Earlier in the laboratory conditions not mimicking “real

Earlier studies have been shown an alteration in activity times, changes
happen in sleep period and feeding behavior together influence circadian
control of the endocrine system (16,17).

In our study, secretion pattern cortisol is similar to the circadian
ryhtem of cortisol seen in previous reports (3,12) with peak levels occurring
at early morning (06.00 p.m.) and sleep disruption had no significant effect on
this pattern. The results of Scheer et.al (2009) study showed, the cortisol secretion pattern is more influenced by the internal
daily rhythms rather than behavior (fasting-feeding and sleep/wake) cycles (18).

The study Fumihisa et al. (2013) showed that night
shift (from 0:00 to 8:00) had not effect on circadian rhythm in male nurses. In
addition,  the concentration of
cortisol  in night shift did not differ
from that of the control group (19).  Also
in our study, the average concentration of cortisol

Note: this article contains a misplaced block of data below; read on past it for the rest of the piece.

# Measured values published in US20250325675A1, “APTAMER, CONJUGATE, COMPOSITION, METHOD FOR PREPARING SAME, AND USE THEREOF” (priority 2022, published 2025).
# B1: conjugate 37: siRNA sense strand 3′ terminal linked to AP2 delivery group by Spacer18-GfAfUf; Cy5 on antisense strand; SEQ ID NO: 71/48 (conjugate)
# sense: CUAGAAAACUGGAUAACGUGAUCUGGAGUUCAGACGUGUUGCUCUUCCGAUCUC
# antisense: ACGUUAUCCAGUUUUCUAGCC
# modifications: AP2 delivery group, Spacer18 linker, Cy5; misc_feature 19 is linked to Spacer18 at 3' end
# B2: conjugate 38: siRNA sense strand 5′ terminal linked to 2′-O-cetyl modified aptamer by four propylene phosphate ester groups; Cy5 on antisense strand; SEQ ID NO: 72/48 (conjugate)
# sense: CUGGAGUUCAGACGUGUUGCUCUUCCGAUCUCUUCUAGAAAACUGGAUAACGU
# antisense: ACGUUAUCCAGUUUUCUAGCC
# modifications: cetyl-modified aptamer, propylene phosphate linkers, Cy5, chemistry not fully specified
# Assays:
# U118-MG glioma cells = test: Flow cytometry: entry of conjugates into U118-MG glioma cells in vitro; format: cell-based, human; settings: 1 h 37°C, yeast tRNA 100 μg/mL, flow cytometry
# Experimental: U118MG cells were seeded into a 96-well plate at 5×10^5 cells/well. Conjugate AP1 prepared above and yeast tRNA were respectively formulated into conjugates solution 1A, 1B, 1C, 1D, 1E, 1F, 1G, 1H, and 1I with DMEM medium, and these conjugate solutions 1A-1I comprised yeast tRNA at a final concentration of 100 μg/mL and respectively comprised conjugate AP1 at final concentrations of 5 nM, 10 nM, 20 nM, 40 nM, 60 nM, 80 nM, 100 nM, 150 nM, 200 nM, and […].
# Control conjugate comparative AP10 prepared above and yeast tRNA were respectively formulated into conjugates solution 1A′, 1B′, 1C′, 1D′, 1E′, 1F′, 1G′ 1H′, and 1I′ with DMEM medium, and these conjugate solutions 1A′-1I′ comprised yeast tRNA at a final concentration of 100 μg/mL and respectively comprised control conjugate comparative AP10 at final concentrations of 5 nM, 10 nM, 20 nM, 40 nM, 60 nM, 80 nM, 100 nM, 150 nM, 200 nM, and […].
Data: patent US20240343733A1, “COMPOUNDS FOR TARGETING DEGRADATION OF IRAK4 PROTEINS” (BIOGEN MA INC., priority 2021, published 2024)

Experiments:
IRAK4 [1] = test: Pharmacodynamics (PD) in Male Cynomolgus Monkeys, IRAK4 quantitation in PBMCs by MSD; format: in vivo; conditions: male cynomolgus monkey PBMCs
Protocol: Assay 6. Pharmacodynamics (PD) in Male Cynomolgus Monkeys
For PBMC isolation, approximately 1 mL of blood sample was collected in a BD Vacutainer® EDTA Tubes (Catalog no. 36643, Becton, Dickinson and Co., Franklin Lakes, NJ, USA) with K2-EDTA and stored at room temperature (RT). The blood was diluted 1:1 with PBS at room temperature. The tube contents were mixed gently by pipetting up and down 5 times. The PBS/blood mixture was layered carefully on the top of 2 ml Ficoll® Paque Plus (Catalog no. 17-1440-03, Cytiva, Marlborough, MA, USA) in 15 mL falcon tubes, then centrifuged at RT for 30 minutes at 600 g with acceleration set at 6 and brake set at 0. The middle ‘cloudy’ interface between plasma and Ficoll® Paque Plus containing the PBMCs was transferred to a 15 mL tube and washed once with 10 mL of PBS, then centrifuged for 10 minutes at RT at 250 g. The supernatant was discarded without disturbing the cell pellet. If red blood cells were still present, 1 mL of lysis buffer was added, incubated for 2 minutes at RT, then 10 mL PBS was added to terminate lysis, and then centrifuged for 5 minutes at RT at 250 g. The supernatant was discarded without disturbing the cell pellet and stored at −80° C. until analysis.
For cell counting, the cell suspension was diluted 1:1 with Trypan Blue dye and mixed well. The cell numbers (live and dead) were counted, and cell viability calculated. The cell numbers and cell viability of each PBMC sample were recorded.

throughout 24 h  was not significantly
higher in the disrupted sleep group than the control group.

In agreement with
our study, a previous study,  did not show a significant circadian rhythm for
acylated ghrelin in  the normal subjects
that take 3 meals in a day (14). It seems
that the nutritional state of the person is effective on ghrelin secretion
pulses. Fasting augmented all parameters of ghrelin pulsatile secretion (20). In contrast to our study, some previous studies have
reported circadian rhythm for ghrelin (13). This can be due to
methodological differences that prevented comparison  this study with other works.

1- the number of blood sampling: In our
study, The number of blood sampling was 6 times during 24 hours. Whereas in other
works were between 24-72  during 24 hours
(14,13,21).

2- Age and sex. Most previous studies
that reported circadian rhythm for ghrelin have been done in female subjects and
a very large age range (13,21).

3-sleep and sleep
deprivation condition. In most previous studies, effects of sleep on a diurnal
or nocturnal pattern of ghrelin secretion investigated in the laboratory
conditions not mimicking “real life.

In conclusion, Sleep deprivation has no significant
effect on the diurnal pattern of cortisol. In addition, ghrelin does not show a
circadian rhythm.

Limitations:

The small number of subjects and low
number sampling over 24 h are limitations.